My dad, Dan, had been to all 50 states except Alaska. Seeing this as an opening, I pestered him to the point of exasperation. Somehow during those conversations, I convinced him to take the classic road trip to Alaska. That happened in March, a little more than three months before the planned departure. While my dad and I planned, my sister Hannah and partner Stacia saw the opportunity of a lifetime and decided to come along. On June 18th, three days after Stacia graduated from the U of O MBA program and two weeks after Hannah and my dad departed from Washington DC, the group left Portland, Oregon for Alaska. The plan for the trip is a multipurpose blend of sightseeing, motorcycling, climbing, and backpacking. All of these toys are packed into a Toyota Tacoma and 12ft cargo trailer.
We spent our first day driving up to the Olympic Peninsula along the Oregon/Washington coast. Our first camp was made south of Hoodsport, WA in Potlatch State Park. Here we made our first meals as a group and had our first trials with trailering in reverse.
The next day, Hannah and I climbed Mt. Ellinor, earning perfect clear views of Mt. Olympus and the rest of the national park. Stacia stayed behind for a job interview, while my dad got out on the bike. We all met again at Heart of the Hills Campground near Port Angeles. This part of the park contains huge old growth trees that are indicative of the temperate rainforests.
In the morning, we woke up early to catch the international ferry to Victoria, British Columbia. We spent the morning in town, running errands to Mountain Equipment Cooperative, Island BMW and the local Chinatown market for lychee and rambutan. However, we were soon on the road again headed towards the west side of Vancouver Island. On the way, we stopped to see some falls, more old growth forest and the funky Goats on the Roof grocery store.
The west side of Vancouver Island is only accessible by a few roads. We chose to spend the night at Green Point Campground in the Pacific Rim National Park and Preserve. This immaculate park contains old-growth rainforest, surfing beaches, and rocky coastline. We drove into the town of Tofino for some great seafood at the Ice House Oyster Bar.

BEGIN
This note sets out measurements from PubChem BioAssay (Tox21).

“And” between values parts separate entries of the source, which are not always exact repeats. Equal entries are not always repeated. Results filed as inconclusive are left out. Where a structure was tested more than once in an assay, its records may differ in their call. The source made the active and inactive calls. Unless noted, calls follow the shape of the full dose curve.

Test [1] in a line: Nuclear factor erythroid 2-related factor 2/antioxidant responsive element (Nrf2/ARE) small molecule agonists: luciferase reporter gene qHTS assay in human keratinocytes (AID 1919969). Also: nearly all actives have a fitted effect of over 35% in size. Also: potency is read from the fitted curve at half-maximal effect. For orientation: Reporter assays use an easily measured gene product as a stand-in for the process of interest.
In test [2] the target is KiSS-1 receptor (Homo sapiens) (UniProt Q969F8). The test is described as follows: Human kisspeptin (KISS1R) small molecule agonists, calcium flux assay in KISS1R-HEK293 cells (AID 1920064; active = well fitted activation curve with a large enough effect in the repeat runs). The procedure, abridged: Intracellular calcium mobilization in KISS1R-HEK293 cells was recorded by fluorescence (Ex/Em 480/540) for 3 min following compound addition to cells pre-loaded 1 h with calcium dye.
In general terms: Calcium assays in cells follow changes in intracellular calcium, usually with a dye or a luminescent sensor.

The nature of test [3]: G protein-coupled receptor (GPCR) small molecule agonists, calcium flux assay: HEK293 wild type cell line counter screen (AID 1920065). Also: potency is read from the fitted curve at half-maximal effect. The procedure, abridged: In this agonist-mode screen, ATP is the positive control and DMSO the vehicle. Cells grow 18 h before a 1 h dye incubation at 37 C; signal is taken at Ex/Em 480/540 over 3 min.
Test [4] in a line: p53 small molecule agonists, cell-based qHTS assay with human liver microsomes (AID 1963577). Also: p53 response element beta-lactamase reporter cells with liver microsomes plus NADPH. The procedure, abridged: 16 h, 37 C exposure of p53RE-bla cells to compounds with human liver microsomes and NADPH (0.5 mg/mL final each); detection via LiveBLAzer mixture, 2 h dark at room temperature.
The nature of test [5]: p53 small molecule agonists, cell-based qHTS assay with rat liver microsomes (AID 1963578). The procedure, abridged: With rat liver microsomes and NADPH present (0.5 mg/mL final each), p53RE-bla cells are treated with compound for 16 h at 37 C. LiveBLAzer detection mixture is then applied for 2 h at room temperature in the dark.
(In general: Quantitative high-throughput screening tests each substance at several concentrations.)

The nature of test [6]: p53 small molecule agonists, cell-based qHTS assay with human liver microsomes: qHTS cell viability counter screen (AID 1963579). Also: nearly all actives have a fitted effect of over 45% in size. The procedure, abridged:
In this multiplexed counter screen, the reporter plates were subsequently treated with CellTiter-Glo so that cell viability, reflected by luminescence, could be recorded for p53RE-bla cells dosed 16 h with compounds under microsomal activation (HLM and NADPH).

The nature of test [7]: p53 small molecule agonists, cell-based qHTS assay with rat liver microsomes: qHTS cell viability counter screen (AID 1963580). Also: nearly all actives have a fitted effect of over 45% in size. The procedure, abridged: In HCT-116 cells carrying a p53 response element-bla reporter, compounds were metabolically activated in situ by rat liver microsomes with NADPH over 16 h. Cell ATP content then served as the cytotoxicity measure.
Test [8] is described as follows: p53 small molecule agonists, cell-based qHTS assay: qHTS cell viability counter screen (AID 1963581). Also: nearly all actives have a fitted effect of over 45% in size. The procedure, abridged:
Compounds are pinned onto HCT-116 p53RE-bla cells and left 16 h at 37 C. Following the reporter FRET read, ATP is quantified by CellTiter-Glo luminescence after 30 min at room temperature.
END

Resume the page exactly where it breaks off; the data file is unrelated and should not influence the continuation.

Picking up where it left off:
While you could spend weeks or months exploring Vancouver Island, we only had time for two days. We spent our second day driving to the town of Comox. On the way, we stopped in the town of Ucluelet for more Oysters and enjoyed the great motorcycle road (route 4) that bisects the island. Our camp for the night was at Kin Beach Provincial Park, where we enjoyed great views of the Canadian Coastal Mountains across the sound.
Instead of taking the ferry directly back the Vancouver, we elected to take a series of three ferries along the sunshine coast. The roads in between passed through multiple small isolated towns including Powell River, Madeira Park, and Sechelt. After the final ferry, we drove the first 25 miles of the Sea to Sky Highway up to Squamish.
Taking a break from the road, Stacia and I spent the morning climbing a rock face named the Apron and then met up with Hannah for some single pitching. Squamish is definitely on the list for a return trip!
Unfortunately, our drive through Canada was jam-packed with driving, leaving little time to explore the areas we stopped in, so the next day we were back on the Sea to Sky Highway. This day of driving was one of the most diverse yet, first rising up into the mountains around Whistler, then slowing changing from mountain tundra to the dry river valleys near Lillooet. My dad and I rode the bikes, while Hannah and Stacia attempted to keep up while pulling the trailer. That night we made it to Quesnel and with rain, we elected for a cheap motel.
The next two days were spent covering ground on the way to the Cassiar Highway. On the way, we overnighted in a pristine city campground in Smithers, BC. This part of Canada became increasingly remote with towns growing farther apart and animal sightings every few miles.
There are two main arteries through northern BC into the Yukon. One is the traditional Alcan Highway, built during WWII to protect Alaska. The other is the Cassiar Highway which stays farther west and is named for the gold rush during the late-1800’s. We decided to take the Cassiar, mostly on a whim, but also with a desire to see the “friendliest ghost town in America,” Hyder, Alaska. On the way, we stopped in a few first nation towns to admire totem poles and small museums. The surrounding mountains were furry with diverse species of trees.
Hyder is somewhat of a geographic fluke as the line between the US and Canada was drawn directly down the middle of a channel that cuts hundreds of miles inland. On the north of this channel sits Hyder, Alaska, cut off from the rest of the US by coastal mountains and only accessible to the rest of the world, through its neighbor Stewart, BC. The drive into this area had great views including the bear glacier. We spent the evening being Hyderized in the Hyder (drinking grain alcohol) and the morning driving up to Salmon Glacier. We found it interesting that any crime in the town would not be addressed for an hour and a half until the police fly over the mountains into Hyder.
The next two days were more long days on the road. Driving north up the Cassiar, we saw 7 black bears and spent the night on Dease Lake watching the sunset around 11:30pm over the water. The Cassiar highway ends soon after entering the Yukon when it hits the Alcan Highway. We pushed on a little further down the Alcan to reach Whitehorse for a much-needed break from driving.